Smaller design teams can now prototype and deploy faster.
Pity software engineers. With the touch of a button, their programs let us make global fixes in a long text, say, or a spreadsheet, yet programmers often need to correct their own work one tedious line at a time. That irony isn't lost on Gregor Kiczales, principal scientist at Xerox's Palo Alto Research Center (PARC) and professor at the University of British Columbia in Vancouver-and he has a fix in mind. Kiczales champions what he calls "aspect-oriented programming," a technique that will allow software writers to make the same kinds of shortcuts that those of us in other professions have been making for years.
Other crosscutting capabilities include security and synchronization-the ability to make sure that two users don't try to access the same data at the same time. Both require programmers to write the same functionality into many different areas of the application. Even a modest-sized application can easily present 100 crosscutting issues.
Programmers try to track these instances of repetition, so that when a capability needs to be changed or upgraded, it can be done uniformly throughout the program. But keeping track of crosscutting concerns is an error-prone process. Forget to upgrade just a few of these instances, and your code starts collecting bugs. "We're forced to keep track of everything in our heads," says Kiczales.
Kiczales' proposed solution is to create a new category within a programming language called an "aspect." Aspects allow programmers to write, view and edit a crosscutting concern as a separate entity. Once the programmer is happy with it, a single keystroke will weave the aspect into the code wherever it is needed. It's a smart, intuitive, neat solution to an old problem. And what's good for programmers is good for the rest of us: Widespread adoption of aspects holds out the promise of less buggy upgrades, shorter product cycles and, ultimately, better and less expensive software.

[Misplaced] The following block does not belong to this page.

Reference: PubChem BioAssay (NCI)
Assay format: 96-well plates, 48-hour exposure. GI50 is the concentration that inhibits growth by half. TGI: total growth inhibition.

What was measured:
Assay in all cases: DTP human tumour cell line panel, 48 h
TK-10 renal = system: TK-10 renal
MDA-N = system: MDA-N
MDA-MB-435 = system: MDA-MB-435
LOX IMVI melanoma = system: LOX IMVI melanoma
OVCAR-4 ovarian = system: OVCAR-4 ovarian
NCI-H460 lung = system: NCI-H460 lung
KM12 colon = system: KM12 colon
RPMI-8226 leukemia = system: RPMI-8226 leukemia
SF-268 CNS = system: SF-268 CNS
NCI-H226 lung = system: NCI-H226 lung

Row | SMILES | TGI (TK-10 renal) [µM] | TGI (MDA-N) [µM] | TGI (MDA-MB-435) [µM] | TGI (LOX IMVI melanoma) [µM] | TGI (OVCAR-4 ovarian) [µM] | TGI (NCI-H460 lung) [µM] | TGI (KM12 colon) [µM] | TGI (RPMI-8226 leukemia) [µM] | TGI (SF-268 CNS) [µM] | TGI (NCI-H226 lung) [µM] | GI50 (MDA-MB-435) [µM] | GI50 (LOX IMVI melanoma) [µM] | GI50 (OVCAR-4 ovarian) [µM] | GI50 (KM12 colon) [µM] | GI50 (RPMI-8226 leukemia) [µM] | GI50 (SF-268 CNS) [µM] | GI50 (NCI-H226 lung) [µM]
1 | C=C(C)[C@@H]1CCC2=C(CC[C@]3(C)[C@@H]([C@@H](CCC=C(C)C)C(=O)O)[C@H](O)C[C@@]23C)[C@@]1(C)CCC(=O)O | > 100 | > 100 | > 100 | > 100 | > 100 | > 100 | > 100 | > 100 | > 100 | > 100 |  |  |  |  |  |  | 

The idea of aspects has been around for many years and with many different names. It's called "adaptive programming" at Northeastern University, "subjective programming" at IBM, "composition filtering" at the University of Twente in the Netherlands and "multidimensional separation of concerns" elsewhere. But unlike these other research projects, Kiczales and his team at PARC have taken the concept out of the lab and into the real world by incorporating the idea of aspects into a new extension of the programming language Java. The beta version of this extension (called AspectJ) is available for free at www.aspectj.org, and Kiczales plans to make release 1.0 ready by June. "Major changes in programming methodology can take 30 years to gain widespread acceptance," he says. Making aspects an extension to an existing standard should, he predicts, "cut the cycle by 15 or 20 years."
While Kiczales admits the tools are still a little raw, there are nevertheless about 500 users of AspectJ today-most of them finding existing tools inadequate for creating long, complicated programs in Java. Some have already found AspectJ so solid that they've used it in production. One of these is Checkfree.com, a company that makes software for automatic bill payment. Checkfree sells both C++ and Java versions of the software. Rich Price, senior engineer, estimates that AspectJ allowed his team to implement an important crosscutting capability in the Java version in four programmer-hours, whereas the C++ team, with no aspect-oriented programming tools at their disposal, took two programmer-weeks to do the same thing. Using aspects, he says, "I make one change, in one place, and it gets woven in where it needs to be. I love that."
By folding their ideas into a practical Java extension, Kiczales and his team hope to make aspects part of the vernacular of programming languages. "AspectJ lets programmers work more quickly and at a higher design level," says Kiczales. "We've learned that crosscutting concerns are actually not hard to work with-once you have the proper programming support."
Others Untangling Code
Mehmet Aksit (University of Twente, the Netherlands)
Karl Lieberherr (Northeastern University)
IBM Research (Yorktown Heights, N.Y.)
|HyperJ system for Java programming|
Mira Mezini (Univ. of Siegen, Germany)
|Enhancing modularity and reusability of A-O software|